Role Expectations as Constraints to Innovation: The Case of Female Managers

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This article tested the hypothesis that role expectations may constrain or facilitate innovation. The case of female managers provided the context for this. Study 1 examined differential role expectations (for the roles of male and female managers) (N = 55), and Study 2 investigated the constraints of male and female manager roles on solution type and character. Using a focused interview format (N = 20), potential barriers to innovation were also examined. The results suggest that innovative solutions were attributed more often to a male than a female manager, whereas adaptive solutions were attributed more often to a female than a male manager. Risks identified as potential barriers to innovation among female managers included the risk attached to consequences of failure or mistake, the risk of criticism, and the risk of not receiving credit for ideas. However, differential role expectations did not have an impact on the production of actual solutions. The findings are discussed for their potential to complement existing research on role expectations and innovation as well as their implications for the development of a new research agenda.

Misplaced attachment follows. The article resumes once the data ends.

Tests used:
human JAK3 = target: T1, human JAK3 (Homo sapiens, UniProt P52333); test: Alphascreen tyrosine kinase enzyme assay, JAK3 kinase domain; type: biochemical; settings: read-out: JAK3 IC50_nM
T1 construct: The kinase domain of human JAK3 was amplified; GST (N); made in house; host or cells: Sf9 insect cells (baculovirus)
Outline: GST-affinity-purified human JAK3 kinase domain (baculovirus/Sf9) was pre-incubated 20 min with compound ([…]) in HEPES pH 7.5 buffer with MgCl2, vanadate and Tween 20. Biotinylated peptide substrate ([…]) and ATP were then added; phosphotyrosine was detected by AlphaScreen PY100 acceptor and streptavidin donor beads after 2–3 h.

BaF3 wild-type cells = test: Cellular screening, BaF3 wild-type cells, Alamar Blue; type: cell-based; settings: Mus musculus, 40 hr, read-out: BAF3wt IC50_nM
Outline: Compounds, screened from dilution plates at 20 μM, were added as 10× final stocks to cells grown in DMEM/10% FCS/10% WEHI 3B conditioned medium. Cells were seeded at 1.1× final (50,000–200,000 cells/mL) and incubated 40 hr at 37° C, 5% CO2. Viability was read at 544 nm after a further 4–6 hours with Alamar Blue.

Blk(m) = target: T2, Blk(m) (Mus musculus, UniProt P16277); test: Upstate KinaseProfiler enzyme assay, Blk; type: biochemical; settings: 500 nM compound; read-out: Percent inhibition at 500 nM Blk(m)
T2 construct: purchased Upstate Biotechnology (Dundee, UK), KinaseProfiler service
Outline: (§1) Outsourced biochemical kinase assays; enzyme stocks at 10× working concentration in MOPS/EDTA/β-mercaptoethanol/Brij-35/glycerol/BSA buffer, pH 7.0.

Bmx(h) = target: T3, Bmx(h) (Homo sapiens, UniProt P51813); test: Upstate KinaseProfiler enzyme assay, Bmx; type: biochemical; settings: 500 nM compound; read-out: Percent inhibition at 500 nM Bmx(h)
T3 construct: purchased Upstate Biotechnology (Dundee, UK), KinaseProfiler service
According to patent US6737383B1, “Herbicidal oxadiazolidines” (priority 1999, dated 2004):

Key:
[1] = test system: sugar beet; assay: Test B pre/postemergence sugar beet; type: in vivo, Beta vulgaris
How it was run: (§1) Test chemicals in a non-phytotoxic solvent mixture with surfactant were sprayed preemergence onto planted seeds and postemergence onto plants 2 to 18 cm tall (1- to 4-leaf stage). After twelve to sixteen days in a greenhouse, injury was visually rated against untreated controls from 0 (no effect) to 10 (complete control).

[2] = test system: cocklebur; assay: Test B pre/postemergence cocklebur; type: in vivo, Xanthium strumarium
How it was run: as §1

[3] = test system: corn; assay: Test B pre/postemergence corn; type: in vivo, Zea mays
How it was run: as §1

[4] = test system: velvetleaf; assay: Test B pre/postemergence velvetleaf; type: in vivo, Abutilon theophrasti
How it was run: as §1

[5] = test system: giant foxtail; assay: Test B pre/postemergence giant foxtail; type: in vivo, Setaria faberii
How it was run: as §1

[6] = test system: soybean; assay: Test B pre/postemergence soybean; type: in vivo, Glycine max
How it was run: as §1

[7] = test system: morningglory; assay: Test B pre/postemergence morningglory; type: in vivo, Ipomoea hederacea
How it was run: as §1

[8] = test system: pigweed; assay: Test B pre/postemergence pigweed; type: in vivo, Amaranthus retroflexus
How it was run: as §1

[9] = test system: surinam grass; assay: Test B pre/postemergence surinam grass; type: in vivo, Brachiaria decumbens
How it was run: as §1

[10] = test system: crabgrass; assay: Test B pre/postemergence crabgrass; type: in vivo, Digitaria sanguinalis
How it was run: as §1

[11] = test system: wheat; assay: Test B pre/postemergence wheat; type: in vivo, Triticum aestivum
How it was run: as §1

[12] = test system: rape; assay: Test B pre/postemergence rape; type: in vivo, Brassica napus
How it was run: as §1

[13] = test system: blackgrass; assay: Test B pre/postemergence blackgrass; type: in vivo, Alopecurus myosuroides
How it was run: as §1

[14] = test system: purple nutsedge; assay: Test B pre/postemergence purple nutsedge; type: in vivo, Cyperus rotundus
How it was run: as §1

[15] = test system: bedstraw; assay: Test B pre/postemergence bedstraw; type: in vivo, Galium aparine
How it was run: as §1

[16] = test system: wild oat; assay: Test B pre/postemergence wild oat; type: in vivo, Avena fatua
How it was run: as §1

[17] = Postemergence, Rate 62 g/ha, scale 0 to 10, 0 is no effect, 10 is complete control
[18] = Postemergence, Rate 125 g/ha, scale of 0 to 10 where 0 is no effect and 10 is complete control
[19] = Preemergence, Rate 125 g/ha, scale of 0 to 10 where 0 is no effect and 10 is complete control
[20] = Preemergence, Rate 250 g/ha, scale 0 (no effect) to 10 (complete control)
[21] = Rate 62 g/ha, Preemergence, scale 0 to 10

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DOI: 10.1207/S15326934CRJ1401_8
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